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Jan 22, 2012 06:32 AM

Wick Fowler's 2-Alarm Chili Kit

I have used these mixes many times, (along with my own tweaking) and usually bring some back to the United Kingdom after visiting relatives in Tennessee as they are not available here.
I am down to my last couple and have measured out the spices so as to make up my own, the only issue that I have is the largest packet is labelled 'Chili Pepper' which weighs approx 60 grams, I am not sure what chili it refers to, it is certainly not the chili powder we have here as that amount would render the dish inedible!
Any help would be greatly appreciated.

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  1. Chili powder (which I think is what it's labeled, IIRC) in the US is a blend of several different ingredients -- some chili pepper, yes, but also garlic, salt, and frequently other chili seasonings like cumin or oregano.

    I did a few minutes of Googling, and there are a few references that Tesco and Waitrose carry American-style chili powder, but I have no idea whether this is true or not -- it would appear that you might be able to order it from Amazon, as well.

    I used to buy Wick Fowler's until I realized that there was nothing particularly special about the spices, only the convenience of having them all in one place and premeasured.

    1. The 'chili pepper' in that kit is most likely one or more of the larger (and mild) dried peppers grown in Mexico and the American southwest. Ancho (dried pobablano) is a sure to be there, also one described generically as 'new mexico'.

      I don't know what a good European (or Asian) equivalent is. Some Spanish cookbooks suggest replacing the Spanish nora with the ancho, so the substitution could go the other direction. Paprika (Hungarian or Spanish) seems to be too bright red, and too mild and/or sweet.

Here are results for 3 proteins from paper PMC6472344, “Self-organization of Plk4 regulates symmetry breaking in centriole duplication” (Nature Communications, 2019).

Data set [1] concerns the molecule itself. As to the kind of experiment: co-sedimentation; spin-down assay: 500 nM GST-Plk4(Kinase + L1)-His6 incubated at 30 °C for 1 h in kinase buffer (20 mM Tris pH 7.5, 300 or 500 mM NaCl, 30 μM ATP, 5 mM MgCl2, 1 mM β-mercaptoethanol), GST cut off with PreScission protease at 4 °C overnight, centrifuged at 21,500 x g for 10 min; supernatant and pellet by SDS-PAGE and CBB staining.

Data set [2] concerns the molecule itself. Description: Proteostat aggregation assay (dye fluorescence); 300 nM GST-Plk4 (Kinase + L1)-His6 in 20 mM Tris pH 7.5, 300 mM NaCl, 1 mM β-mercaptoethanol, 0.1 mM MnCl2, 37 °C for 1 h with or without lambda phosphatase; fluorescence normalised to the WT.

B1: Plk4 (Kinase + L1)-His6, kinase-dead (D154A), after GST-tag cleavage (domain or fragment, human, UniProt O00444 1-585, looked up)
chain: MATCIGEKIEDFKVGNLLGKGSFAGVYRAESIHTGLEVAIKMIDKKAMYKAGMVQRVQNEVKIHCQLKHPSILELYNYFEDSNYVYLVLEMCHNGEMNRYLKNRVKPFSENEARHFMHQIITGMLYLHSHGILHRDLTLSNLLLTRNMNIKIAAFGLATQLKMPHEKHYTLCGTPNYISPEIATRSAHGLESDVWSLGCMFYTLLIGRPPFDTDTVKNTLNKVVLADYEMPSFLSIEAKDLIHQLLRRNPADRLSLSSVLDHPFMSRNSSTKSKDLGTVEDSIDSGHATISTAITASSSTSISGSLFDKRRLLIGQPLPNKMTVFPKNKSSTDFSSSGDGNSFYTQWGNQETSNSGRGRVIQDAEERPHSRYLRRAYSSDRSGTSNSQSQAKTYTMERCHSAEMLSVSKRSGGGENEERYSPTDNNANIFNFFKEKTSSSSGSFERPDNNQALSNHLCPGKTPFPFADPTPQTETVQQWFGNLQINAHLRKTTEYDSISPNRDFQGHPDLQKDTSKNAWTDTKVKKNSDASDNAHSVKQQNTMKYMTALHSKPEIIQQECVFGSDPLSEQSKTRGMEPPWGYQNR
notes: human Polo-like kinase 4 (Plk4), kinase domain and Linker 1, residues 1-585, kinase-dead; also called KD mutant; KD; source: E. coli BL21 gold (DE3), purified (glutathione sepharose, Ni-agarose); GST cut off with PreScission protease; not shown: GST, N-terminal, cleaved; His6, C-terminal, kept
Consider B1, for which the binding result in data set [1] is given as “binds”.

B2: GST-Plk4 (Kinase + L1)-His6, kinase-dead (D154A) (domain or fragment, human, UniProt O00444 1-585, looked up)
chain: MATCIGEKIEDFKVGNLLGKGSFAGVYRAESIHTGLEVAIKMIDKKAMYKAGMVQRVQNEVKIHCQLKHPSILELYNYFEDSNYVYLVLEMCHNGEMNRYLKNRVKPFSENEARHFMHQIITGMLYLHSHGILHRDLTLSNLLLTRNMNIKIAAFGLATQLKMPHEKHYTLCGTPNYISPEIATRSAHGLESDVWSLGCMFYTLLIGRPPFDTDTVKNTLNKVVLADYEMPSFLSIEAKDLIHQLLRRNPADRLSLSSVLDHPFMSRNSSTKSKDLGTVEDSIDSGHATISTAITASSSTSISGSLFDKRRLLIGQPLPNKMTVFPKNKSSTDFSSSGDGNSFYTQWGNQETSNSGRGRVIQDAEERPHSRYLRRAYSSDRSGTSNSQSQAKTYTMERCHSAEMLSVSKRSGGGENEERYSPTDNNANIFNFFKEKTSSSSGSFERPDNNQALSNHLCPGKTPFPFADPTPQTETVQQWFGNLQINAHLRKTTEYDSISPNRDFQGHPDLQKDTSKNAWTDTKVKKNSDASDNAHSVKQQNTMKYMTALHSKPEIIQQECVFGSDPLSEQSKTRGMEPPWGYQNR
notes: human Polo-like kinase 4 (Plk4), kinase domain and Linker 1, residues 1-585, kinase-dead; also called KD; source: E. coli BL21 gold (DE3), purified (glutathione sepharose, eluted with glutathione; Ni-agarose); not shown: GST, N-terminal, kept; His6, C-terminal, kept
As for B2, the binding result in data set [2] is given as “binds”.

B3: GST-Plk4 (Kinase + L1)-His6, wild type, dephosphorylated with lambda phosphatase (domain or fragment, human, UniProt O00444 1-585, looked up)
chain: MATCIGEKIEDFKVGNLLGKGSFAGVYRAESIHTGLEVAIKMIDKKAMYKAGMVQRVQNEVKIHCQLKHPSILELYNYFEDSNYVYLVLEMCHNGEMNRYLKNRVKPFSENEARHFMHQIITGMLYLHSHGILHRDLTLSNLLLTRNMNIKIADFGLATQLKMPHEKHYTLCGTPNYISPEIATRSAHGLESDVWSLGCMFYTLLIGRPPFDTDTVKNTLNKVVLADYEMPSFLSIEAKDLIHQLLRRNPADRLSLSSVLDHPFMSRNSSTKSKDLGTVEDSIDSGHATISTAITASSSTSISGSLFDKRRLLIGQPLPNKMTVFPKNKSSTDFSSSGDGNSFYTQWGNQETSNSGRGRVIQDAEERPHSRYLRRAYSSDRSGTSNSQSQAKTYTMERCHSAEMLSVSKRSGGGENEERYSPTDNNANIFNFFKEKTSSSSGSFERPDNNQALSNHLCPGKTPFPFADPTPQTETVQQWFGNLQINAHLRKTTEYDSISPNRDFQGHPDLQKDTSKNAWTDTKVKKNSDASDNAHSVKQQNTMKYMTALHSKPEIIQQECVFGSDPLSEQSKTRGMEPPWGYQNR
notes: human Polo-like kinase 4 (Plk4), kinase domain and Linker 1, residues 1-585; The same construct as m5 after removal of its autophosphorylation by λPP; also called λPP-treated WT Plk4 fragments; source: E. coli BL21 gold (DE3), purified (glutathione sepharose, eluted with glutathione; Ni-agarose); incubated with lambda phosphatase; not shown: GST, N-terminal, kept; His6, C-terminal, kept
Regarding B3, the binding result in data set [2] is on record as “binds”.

Penzeys claims Turkish Aleppo is Ancho like (though with more tartness)

      3 Replies
      1. re: paulj

        Cheers Paul,
        you are right about the Paprika and there is already a small sachet of it in the kit anyway along with Cayenne Pepper for the heat.
        Since I posted this question I have been on Google and came to a similar conclusion, there is also a pepper called Mulato similar to the Ancho, I also found the 'New Mexico' which I think is a blend of both or similar.
        Amazingly I found an importer on-line (relatively close to home) for all three varieties so on your explanation I will go that way, the 'New Mexico' I think.
        Regarding Spanish Paprika (Pimenton in Spanish) do not be fooled, you can buy Pimenton Dulce (Sweet), Pimenton Agridulce (medium hot) and Pimenton Picante (Hot).
        On a recent trip to Spain I purchased some 'Pimenton Picante' from a well known indoor market, I used it as I would Hot chili powder about a teaspoon full, bad move, I don't know what it is on the SHU scale but I have had to lock it in a container and use sparingly (about a quarter of a teaspoon)!!
        Thanks agan for the good info.
        Paul from Wales.

        1. re: psing

          I have some smoked agridulce, which I do use more sparingly than the dulce smoked. I'd don't think I've tried the picante.

          I was going to say that all pimenton is smoked, but then remembered that I have can of pimenton de murcia, which is not smoked. Funny thing is I've been using it as though it was smoked. I should pay more attention to Spanish recipes that call the sweet, nonsmoked variety.

          Even some of the Hungarian stuff can be quite hot.

          1. re: paulj

            The dulce varieties are not generally smoked which allows the sweeter taste to come out but I understand where you are coming from.
            Try the picante it's well worth the experience!

      2. It's most likely powdered New Mexico chile. You can order the stuff online from numerous purveyors. You can sub hot paprika in a pinch--so to speak--but the flavor won't be quite the same.

        1 Reply
        1. re: Perilagu Khan

          Thanks for taking the time bud you have basically confirmed things for me, 'New Mexico' it is then!

          is a nice overview of chile varieties, written from a California perspective, but with a lot of attention to varieties from around the world.

          1. To me it tastes like 100% ancho chile powder. This gives his chili a one-dimensional and muted flavor. It would be far better to have an ancho-New Mexico chile mix in addition to the extra packets in the kit.